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Thread: Paper Piecing Question

  1. #1
    carmen4him's Avatar
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    Hello all. I could really use something info on the best paper to use when making copies for paper piecing. I have my stitches small so I guess I need a different paper. Thanks for all your help. You ladies and gents are the best ever. LOL in Christ, Carmen

  2. #2
    Super Member dungeonquilter's Avatar
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    Quote Originally Posted by carmen4him
    Hello all. I could really use something info on the best paper to use when making copies for paper piecing. I have my stitches small so I guess I need a different paper. Thanks for all your help. You ladies and gents are the best ever. LOL in Christ, Carmen
    I have a supply of onion skin (from waaay back when we used to make carbon copies of letters in the typewriter) that works well. I also have purchased paper piecing paper from Carol Doak that works very well.

  3. #3
    carmen4him's Avatar
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    Thanks. Will the onion skin go through the printer ok? Thanks.

  4. #4
    Moderator Up North's Avatar
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    I use cheap scribble pads I get at the dollar tree.

  5. #5
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    I have to admit I'm lazy and use whatever is in the printer. I've never had trouble with removal. I use a size 12 or 14 needle and a 1.5 stitch length. You might want to use a spritz of water to help remove stubborn paper.

  6. #6
    Moderator Up North's Avatar
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    I find it I fold it over and then use a pair of straight edge tweezers it comes off fine.

  7. #7
    Super Member Maggiesmom's Avatar
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    I also use the scribble pads from the dollar tree. I cut them down to 8 1/2 x 11. You can get a lot of pages and they only cost $1.00 each pad. tear off really easy.

  8. #8
    Super Member Chele's Avatar
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    I've used all kinds of different papers with mostly the same result. My advice is to use the least expensive stuff. If your stitch length is small it tears away with care. I fold each stitched line before I trim away the excess, so I think that helps. It's like tearing away perforated paper or checks. Love that water tip! I will definitely try that for the stubborn bits.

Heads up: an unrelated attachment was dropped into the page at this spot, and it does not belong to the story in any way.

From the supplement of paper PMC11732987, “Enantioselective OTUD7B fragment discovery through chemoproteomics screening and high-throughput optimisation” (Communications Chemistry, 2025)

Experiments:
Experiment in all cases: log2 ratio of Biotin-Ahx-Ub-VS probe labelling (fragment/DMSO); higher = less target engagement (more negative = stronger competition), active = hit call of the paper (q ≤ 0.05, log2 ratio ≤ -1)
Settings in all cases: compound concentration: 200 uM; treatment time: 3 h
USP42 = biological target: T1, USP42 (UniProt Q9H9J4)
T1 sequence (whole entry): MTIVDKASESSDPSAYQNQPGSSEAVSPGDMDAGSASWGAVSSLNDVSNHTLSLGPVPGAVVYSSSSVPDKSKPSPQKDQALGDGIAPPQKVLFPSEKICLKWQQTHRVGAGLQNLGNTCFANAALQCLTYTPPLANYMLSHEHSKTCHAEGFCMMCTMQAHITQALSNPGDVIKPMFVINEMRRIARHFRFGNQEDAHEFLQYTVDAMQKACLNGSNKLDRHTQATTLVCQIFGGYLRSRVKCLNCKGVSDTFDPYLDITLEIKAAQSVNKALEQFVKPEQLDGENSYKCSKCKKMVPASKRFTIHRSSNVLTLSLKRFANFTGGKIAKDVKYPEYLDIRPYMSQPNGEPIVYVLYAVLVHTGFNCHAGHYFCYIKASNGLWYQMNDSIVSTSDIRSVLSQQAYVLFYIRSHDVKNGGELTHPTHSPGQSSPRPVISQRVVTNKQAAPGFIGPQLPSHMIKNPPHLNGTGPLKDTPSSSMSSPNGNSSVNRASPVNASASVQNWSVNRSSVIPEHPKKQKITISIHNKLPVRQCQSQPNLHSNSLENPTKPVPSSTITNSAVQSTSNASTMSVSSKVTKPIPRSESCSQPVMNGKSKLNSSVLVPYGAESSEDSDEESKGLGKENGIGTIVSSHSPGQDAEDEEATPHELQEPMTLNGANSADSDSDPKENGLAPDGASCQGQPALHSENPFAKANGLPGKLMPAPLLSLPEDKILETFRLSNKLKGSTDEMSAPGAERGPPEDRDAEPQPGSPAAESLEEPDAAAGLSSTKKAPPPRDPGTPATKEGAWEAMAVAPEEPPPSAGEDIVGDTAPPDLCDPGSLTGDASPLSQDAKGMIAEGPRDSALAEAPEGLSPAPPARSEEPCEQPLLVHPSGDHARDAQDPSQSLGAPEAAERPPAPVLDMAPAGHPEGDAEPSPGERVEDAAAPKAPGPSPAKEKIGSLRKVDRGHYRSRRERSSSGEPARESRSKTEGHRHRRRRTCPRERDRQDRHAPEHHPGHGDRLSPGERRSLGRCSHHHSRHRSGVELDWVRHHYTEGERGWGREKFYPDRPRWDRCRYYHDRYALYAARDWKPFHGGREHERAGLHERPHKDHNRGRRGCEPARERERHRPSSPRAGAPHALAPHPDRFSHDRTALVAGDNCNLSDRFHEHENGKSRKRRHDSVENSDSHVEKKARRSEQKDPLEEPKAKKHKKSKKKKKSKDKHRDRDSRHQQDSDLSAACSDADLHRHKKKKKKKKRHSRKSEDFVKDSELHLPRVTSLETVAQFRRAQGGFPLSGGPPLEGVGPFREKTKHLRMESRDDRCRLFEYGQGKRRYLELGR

9. #9
    Power Poster sueisallaboutquilts's Avatar
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    I had some of Carol Doak's papers and that's exactly what they felt like! It just occurred to me!!!!!!!!! :D
    Go to the Dollar store!!!!!!!
    And thanks for reminding me :thumbup:

  10. #10
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    I but the really big pads of newsprint, if I want to put them in the copier, it works, and I tape 4 together fo my "paper quilt" when I plan a project.

  11. #11
    Super Member QuiltswithConvicts's Avatar
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    I use newsprint, but I don't use the printer. Since I make so many Mariner's Compass quilts, I need 8 or 16 copies of the patterns. I make 1 copy and layer & staple that many pieces of newsprint together. Unthread the machine and put in a dull needle (save your dull ones in a prescription bottle). Use the default setting for stitch length and stitch on every line. Don't forget to add your 1/4" seam allowance on the outside edge. Do this by setting your machine to your prefered way of getting a 1/4" seam and stitch with the edge of the presser foot on the outside line. It can feel a bit awkward at first - like you are sewing backwards, but it works, especially around those curves! Just curl your paper up to get it to fit in the harp space.